Brent second highest failure of police 999 response times across all of London
- Credit: MPS
Police in Brent have London’s second worst average response time to 999 calls, new figures reveal.
Data from the mayor of London’s office show the Met is regularly failing to meet a 15-minute response time target for 999 calls, including those where there is an immediate risk to life.
During September, Brent had an average response time of 19 minutes and 15 seconds to the most urgent phone calls, categorised as “I” calls, after Kingston – where police took 22 minutes and 15 seconds.
It is only one of three boroughs that did not hit targets for four consecutive months, from June to September.
Caroline Pidgeon, the Lib Dem London Assembly Member who tabled questions to the mayor on response figures, said: “In the past, the Met claimed that they were at least prioritising the most important crimes reported, yet even this is not the case.
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“These response times come on top of the time it takes simply to get through to the police in the first place.”
She added: “Sadly the public can face long delays in even having the phone answered, as I recently highlighted to the mayor.
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“Last week claims were made at City Hall that the problems with 999 calls were due to exceptional factors, such as pressures from the World Cup and severe hot weather. Whatever the pressures the Met are under, the most urgent 999 calls must be properly dealt with.”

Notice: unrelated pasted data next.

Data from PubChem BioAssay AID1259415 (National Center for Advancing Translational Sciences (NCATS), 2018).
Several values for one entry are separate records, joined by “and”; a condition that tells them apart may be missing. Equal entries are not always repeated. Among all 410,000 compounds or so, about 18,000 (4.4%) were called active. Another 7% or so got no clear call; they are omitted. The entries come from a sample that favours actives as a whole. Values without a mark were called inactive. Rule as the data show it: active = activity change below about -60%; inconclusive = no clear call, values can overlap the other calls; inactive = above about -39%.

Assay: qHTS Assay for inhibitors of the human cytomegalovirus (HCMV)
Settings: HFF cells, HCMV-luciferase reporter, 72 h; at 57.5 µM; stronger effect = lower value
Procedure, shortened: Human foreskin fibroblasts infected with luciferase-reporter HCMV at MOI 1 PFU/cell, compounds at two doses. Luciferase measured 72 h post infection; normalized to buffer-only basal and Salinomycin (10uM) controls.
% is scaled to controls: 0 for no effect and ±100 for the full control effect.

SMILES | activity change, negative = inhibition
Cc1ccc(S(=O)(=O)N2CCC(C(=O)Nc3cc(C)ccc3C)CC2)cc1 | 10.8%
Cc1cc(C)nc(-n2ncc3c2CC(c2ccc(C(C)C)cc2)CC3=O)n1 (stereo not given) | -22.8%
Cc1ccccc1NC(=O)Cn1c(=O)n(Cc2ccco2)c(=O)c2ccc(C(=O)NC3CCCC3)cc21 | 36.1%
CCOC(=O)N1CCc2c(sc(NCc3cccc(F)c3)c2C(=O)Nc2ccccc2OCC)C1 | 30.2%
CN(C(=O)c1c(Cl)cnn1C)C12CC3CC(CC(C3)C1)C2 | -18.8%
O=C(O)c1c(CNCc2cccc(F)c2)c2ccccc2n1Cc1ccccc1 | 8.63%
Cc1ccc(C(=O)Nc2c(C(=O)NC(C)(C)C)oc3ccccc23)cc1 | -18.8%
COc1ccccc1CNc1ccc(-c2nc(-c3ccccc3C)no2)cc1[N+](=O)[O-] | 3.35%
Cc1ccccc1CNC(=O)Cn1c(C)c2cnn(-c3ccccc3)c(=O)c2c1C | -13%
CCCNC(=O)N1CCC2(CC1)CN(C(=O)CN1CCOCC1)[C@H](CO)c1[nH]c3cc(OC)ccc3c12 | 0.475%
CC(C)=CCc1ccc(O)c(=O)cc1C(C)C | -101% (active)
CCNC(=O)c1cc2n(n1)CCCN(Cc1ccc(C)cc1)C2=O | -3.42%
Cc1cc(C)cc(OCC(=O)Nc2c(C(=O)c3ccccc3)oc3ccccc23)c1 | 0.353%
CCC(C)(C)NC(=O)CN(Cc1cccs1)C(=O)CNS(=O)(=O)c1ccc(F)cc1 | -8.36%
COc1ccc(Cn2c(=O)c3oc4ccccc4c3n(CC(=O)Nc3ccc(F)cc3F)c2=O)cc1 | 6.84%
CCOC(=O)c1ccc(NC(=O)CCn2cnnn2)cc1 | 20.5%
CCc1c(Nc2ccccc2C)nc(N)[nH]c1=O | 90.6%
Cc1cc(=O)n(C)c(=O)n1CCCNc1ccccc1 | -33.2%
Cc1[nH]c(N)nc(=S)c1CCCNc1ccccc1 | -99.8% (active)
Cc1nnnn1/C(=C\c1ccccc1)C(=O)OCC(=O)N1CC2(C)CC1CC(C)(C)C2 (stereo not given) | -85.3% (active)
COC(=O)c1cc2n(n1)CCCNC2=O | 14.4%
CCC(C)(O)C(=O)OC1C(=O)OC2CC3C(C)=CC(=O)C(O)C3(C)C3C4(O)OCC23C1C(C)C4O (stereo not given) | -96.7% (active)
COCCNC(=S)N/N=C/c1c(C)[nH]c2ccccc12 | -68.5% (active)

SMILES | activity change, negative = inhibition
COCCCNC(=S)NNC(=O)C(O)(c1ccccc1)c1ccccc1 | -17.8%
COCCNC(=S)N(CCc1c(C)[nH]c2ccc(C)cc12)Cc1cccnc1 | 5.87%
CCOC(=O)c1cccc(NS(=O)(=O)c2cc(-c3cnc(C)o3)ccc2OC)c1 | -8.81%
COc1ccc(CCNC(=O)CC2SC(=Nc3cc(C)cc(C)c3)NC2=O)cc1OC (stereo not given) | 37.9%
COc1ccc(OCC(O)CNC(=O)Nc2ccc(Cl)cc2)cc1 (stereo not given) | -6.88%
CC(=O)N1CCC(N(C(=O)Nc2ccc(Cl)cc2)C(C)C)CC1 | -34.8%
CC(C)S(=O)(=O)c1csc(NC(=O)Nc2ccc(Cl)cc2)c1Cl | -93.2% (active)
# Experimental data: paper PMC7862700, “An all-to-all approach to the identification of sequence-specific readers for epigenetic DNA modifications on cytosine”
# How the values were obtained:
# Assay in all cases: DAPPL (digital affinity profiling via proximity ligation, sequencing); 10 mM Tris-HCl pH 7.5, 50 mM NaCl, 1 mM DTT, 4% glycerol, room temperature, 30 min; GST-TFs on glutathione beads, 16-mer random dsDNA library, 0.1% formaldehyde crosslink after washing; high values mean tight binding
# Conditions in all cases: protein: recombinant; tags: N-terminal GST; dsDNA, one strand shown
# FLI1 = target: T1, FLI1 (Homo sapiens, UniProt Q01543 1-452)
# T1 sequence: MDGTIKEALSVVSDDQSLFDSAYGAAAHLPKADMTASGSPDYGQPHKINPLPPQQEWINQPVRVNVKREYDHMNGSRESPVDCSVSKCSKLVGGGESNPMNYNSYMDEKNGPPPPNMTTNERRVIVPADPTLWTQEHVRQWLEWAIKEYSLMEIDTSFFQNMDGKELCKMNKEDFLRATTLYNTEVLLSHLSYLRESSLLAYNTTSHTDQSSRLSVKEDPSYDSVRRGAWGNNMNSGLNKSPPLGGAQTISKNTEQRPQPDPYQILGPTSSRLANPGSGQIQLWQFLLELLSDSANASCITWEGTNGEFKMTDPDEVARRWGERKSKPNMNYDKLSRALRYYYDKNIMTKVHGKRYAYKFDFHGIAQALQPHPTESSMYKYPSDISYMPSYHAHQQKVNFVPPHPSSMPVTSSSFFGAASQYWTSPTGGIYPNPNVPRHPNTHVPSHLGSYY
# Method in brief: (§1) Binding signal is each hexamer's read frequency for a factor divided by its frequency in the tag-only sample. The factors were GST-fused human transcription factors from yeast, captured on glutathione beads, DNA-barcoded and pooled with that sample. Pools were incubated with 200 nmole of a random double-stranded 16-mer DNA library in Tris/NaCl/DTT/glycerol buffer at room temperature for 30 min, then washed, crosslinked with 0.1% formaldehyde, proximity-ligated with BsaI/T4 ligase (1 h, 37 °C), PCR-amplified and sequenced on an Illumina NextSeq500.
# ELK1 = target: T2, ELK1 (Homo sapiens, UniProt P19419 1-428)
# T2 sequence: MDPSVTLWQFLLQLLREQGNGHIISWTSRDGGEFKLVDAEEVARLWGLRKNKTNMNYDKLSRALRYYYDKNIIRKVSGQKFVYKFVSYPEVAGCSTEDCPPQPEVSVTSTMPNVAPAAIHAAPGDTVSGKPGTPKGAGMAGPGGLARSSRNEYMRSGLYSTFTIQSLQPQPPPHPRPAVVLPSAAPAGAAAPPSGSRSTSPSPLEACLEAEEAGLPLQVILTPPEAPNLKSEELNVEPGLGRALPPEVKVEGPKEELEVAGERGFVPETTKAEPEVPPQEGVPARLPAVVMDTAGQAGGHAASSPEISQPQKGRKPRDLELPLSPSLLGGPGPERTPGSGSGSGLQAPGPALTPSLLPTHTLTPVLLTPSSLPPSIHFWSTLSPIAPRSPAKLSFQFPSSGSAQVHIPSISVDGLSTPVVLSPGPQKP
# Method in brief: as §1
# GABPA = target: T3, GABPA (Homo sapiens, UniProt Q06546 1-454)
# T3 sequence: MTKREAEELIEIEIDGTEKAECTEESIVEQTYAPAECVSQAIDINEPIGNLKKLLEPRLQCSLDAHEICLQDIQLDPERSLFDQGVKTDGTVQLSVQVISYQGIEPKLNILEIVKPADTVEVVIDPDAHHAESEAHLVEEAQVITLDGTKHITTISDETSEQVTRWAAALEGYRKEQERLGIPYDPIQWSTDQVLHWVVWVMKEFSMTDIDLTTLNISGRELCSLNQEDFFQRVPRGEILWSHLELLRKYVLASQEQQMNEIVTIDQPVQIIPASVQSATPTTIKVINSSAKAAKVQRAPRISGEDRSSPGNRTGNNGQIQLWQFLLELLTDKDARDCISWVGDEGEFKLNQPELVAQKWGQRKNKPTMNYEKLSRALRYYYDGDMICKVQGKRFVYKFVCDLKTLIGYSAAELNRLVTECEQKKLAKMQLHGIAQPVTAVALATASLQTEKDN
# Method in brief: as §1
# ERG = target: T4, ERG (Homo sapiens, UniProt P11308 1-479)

Wembley Crime Prevention, a charity working with the Met and Brent Council, fears the situation won’t be improving any time soon.
Chief exec Keith Harwood said: “The new tri-borough system between Brent, Barnet and Harrow is in the very early process of transition.
“Brent [will] expect to face extreme difficulties and changes ahead due to managing their ongoing budget cuts.”
He added: “The already and continuing closure of our police stations and reduced police officer and staff numbers upon our streets will naturally also add in towards the lack of response call times.
“The police are facing very difficult times ahead and our community are the ones that shall regretfully take the impact of all these significant changes.”
Scotland Yard has not responded to the Kilburn Times’ requests for comment.